Jackson product receives his release from Butler and announces he will follow head coach Chris Holtmann to Ohio State

JACKSON TWP. Kyle Young is going to be a Buckeye after all.

The 6-foot-7 basketball star and recent Jackson High School graduate announced on Twitter Monday that he is heading to Ohio State after originally signing with Butler University in November.

Young asked for and received his release from Butler after Bulldogs head coach Chris Holtmann left the school less than two weeks ago to replace Thad Matta as the Buckeyes head coach.

“Leading up to this point, I’ve been all about Butler. I was all in,” Young told The Canton Repository Monday evening. “Then all of a sudden, stuff started happening quickly with Coach Holtmann leaving, and then the whole staff leaving. It kind of threw me into a twist and I had a decision to make.

“I’m super excited to be going to Ohio State.”

Young originally committed to Butler in August over other finalists Ohio State, Clemson, Purdue and Michigan.

When news broke of Holtmann’s departure, Young wondered if he should join him in Columbus. The fact that Holtmann’s top three assistants — Ryan Pedon, Terry Johnson and Mike Schrage — soon followed Holtmann to Ohio State made Young’s decision easier.

Young had grown close to Holtmann and his staff — the Ohio native Pedon in particular. He felt they were loyal. They were also there for him in a time of great personal tragedy.

Shortly before Young’s junior season at Jackson, his father, Mark Young Sr., committed suicide after a long battle with multiple sclerosis.

Young indicates the recruiting calls, which often didn’t have much to do with basketball, meant everything.

“They’ve been with me through this whole process,” Young said. “They stayed really close to me and were there for me. It’s about more than just basketball.”

Young thanked Butler in his Tweet Monday and highlighted the school’s “understanding of my circumstances.” About Holtmann, Young went on to say in the Tweet, “His vision for Ohio State Basketball is exciting, and I want to be a part of building something special in my home state.”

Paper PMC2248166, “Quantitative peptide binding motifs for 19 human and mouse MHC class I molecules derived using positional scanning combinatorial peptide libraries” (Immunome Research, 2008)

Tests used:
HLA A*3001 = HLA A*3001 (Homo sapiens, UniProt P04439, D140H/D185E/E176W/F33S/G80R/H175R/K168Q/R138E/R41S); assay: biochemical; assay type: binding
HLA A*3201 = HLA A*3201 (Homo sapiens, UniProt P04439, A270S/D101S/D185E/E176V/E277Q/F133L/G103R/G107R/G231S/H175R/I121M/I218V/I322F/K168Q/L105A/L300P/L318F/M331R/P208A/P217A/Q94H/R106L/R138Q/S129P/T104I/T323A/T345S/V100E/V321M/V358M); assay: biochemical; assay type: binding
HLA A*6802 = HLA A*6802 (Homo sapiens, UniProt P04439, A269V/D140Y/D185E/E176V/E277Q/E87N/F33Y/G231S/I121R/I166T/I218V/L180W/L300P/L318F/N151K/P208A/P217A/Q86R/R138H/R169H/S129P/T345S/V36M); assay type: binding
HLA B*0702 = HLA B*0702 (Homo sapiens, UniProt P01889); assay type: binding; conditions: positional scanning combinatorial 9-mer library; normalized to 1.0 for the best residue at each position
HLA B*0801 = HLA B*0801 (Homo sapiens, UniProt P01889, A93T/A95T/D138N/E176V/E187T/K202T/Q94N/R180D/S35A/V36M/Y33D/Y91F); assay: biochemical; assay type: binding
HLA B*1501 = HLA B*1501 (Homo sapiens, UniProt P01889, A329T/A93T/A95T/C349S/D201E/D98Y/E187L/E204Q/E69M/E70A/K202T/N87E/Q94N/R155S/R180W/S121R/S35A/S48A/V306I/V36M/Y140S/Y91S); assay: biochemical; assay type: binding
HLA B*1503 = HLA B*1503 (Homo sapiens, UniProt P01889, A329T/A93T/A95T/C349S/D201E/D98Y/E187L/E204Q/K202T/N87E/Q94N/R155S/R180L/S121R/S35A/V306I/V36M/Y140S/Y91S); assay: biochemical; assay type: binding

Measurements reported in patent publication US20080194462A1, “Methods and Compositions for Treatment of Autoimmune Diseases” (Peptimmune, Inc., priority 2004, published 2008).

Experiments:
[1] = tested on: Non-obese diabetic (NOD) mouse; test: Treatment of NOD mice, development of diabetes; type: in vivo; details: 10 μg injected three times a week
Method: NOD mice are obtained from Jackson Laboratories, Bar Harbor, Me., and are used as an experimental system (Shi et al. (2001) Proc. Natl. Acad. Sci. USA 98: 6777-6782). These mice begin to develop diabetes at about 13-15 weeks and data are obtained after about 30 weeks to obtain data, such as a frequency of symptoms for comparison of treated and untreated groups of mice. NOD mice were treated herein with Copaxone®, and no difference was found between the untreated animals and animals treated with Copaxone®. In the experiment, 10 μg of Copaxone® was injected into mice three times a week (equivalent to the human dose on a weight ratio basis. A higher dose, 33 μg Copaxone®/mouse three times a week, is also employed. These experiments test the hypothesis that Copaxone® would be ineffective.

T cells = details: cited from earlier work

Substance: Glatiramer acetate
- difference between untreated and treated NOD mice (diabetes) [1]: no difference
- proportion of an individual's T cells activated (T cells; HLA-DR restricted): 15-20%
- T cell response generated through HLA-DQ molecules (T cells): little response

Young joins 6-0 guard Braxton Beverly and 6-9 forward Kaleb Wesson (whom Young finished second to in voting for Ohio’s Associated Press Mr. Basketball this season) as a member of Ohio State’s 2017-18 recruiting class. The multi-skilled Young would seem to be line for a big role right away on the new-look Buckeyes, who lost much of their roster after a disappointing 2016-17 season ended at 17-15. Ohio State had only nine scholarship players before Young’s addition.

“We are very excited to add Kyle to the 2017 class,” Holtmann said in a statement. “His versatility, motor and work ethic make him a great addition to our program. We really look forward to getting him to campus to join his teammates.”

Less than three months ago, Young led Jackson to a Division I state championship on the very Value City Arena floor he will call his home court in college.

Young averaged 17.8 points and 6.8 rebounds in leading the Polar Bears to a 28-2 record and their second state title in program history. He shot 57.9 percent from the floor and 34.9 percent from the 3-point line.

Combining tremendous skill and leaping ability with range beyond the 3-point line, Young was a two-time Stark County Player of the Year, two-time First Team All-Ohioan and three-time Federal League Player of the Year. He is the county’s sixth all-time leading scorer with 1,582 career points.

A Top 100 recruit nationally, Young received 23 Division I offers. Butler and new head coach LaVall Jordan retained the other four members of the Bulldogs’ 2017-18 recruiting class, but Young was the top recruit of the group.

Young plans to head to Columbus later this week and join the Buckeyes’ summer program as soon as possible.

He wants to get to work on restoring the luster to Buckeyes’ hoops.

“I don’t like when people talk bad about Ohio State basketball and say how they’ve struggled,” Young said. “I think we can get this thing turned around. We have the right people to do so. We just have to work hard and do the right things.”

 

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